This concept has massive implications, especially in those situations where other energy sources are too slow to build or impractical.
Lsaguy
Dave, put me down as a bitcher and moaner, I guess, but \"genius\" new ideas are generally partly baked at best. For this one you have a major intrusion into the national airspace system and no mention of the logistics of accommodating it. 1300 feet puts you into class E airspace where planes are allowed to fly IFR (on instruments) Each time you put one of these up a Notice to Airmen (NOTAM) will be required and adequate time for it to be posted into the system. Disaster zones are generally areas of high airspace occupancy so the idea of putting one of these things up there is just asking for an accident to happen.
tomsonone
How many Birds are gonna die Flying into the Tether?, This looks like a REALLY STUPID way to make Electricity.. I looks like Sky Pollution to me. ~impractical, obnoxious, and environmentally disastrous concept alert~
DnArturo2
Brian H - I think your assumption is off. This is a prototype, and no one\'s suggesting laying out 50,000 of these things. The megawatt version would require 100 towers to produce a GW. Keep in mind you framed production as a GW, most large windfarms top out at 500 MW. So we\'re only talking 50 towers for a major wind installation.
Tomsonone - Wind installations already have to complete comprehensive environmental impacts. The flight path of a single tether is likely to reduce bird strikes as compared to a traditional turbine.
Lsaguy - Completely valid point, a couple square miles of large wings like this flying around in circles in is going to cause waves with the pilot community.
Mark Evans
I really think air born wind generation is ONE of the ways we will replace fossil fuels. 20KW won\'t do it for utility\'s but would be great for emergency workers etc.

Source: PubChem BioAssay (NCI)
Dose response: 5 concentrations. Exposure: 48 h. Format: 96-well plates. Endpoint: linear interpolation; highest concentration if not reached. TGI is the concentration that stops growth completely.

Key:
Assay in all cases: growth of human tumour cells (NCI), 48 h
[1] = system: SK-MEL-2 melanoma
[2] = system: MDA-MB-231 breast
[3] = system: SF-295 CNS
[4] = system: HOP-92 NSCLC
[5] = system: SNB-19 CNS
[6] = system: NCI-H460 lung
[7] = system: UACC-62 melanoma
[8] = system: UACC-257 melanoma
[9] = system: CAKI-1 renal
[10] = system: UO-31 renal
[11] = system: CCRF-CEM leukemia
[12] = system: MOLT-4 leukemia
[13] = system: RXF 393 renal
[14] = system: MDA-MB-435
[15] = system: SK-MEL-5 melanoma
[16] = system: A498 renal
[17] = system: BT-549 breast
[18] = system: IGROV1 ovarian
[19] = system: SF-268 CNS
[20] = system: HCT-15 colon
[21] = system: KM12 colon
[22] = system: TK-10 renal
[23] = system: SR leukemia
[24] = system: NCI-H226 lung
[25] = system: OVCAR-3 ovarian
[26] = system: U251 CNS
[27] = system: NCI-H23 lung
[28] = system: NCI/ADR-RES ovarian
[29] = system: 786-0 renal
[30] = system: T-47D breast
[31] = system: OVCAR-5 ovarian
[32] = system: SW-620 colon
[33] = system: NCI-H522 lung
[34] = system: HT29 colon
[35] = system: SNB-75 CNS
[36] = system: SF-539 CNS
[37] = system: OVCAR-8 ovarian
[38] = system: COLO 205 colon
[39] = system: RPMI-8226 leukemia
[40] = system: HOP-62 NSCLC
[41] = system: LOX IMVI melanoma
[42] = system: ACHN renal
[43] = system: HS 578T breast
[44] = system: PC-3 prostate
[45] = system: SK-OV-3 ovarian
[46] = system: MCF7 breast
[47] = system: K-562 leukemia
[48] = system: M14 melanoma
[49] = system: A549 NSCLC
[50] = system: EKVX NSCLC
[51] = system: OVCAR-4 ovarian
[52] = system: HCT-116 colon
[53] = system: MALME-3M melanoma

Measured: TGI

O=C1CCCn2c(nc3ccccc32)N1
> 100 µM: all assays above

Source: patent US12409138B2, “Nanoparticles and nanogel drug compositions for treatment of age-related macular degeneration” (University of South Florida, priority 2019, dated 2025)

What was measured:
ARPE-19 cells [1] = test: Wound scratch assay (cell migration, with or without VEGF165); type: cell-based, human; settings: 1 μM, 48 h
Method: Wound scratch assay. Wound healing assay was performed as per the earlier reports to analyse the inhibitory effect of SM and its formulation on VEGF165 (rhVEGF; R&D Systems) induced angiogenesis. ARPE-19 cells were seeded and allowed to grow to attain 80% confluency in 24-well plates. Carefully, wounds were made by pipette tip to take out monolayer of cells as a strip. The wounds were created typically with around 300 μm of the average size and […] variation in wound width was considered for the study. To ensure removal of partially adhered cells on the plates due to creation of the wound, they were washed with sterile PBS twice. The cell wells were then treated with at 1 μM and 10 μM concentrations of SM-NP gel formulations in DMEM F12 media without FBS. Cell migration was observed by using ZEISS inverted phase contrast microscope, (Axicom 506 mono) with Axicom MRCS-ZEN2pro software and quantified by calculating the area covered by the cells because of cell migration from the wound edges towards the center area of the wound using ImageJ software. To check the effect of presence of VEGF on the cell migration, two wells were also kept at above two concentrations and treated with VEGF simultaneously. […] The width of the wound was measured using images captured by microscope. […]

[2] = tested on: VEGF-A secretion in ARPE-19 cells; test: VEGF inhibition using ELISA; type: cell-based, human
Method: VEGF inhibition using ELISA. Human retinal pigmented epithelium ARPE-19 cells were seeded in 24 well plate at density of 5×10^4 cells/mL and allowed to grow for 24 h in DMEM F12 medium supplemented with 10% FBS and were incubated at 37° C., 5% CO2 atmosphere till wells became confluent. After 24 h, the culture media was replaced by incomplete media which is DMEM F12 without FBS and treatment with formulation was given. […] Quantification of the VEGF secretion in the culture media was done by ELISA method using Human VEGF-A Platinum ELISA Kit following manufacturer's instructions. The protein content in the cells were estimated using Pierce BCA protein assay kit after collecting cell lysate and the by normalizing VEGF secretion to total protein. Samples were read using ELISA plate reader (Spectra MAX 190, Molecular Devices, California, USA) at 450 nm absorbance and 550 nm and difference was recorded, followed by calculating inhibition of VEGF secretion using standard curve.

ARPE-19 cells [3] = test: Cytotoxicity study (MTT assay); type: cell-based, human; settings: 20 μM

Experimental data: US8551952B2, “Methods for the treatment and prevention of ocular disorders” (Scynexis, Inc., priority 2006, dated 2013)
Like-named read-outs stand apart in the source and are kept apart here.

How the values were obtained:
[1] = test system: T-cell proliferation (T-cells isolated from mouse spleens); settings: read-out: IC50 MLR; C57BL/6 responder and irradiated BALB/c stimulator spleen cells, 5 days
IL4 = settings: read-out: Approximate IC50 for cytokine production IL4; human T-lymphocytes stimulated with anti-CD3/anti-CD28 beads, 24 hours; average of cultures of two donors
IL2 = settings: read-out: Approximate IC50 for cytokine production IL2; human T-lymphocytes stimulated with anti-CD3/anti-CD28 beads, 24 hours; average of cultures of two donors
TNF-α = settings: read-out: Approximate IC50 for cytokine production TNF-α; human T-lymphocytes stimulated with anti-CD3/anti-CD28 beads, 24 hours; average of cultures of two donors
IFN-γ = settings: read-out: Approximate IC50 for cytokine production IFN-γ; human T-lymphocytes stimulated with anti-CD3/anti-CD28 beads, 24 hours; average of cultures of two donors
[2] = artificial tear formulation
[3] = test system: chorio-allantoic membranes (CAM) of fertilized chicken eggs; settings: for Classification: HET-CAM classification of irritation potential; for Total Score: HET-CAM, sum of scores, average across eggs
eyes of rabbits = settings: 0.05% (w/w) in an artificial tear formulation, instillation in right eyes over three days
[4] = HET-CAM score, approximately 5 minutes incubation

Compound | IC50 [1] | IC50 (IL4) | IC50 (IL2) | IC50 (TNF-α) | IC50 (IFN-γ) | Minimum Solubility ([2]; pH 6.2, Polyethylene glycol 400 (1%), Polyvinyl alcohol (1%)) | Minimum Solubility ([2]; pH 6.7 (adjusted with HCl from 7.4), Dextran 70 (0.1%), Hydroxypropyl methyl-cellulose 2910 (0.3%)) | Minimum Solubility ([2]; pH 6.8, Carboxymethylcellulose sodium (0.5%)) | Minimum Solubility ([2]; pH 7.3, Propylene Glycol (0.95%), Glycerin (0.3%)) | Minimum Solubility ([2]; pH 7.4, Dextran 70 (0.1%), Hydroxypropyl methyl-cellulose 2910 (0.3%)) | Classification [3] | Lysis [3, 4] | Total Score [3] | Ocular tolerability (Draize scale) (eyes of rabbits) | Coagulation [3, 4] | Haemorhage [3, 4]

Everything is about scale, several high altitude units producing 25MW each would start being viable for taking the load off utility\'s.....
but then there are the hazards to aircraft..... over time it all will be worked out.
DnArturo2
Whoops :D Multiply those numbers by 10.
ebrush870
Would it not be easier to just have this plane act like a kite and be stationary with the propeller blades turning an onboard generator? If it just did that then it would be genius. The only thing you would have to manipulate would be the elevators. The plane would face the wind automatically because of it\'s tail, just like a windmill. Instead, this plane flies in a vertical circle to mimic a wind turbine. I sort of imagine it like putting a feather on the end of a string. If you blow on it, it buzzes around in a circle. But it\'s not reliable, so they had to waste time and money to program it to fly in a circle. Why? KISS. Keep It Simple, Stupid.
kellory
Yakov has it right,there is no reason for the kite to \"harvest \" the whole sky. A tethered ballon with an improved vertical turbine suspended beneath it would be much simpler and much less to go wrong with it. mount the generator in the basket, the turbine beneath, the power leads follow the teather back to the base. You could launch it in remote locations, mountians, valleys, rooftops during flooding with helieum to keep it aloft (wind is unreliable) the entire package could be airdropped in problem areas. You could even use it in woods or jungle once you get it through the canopy. It could even be used on ships at sea in need of emergancy power. But the kite is un-needed.
Load More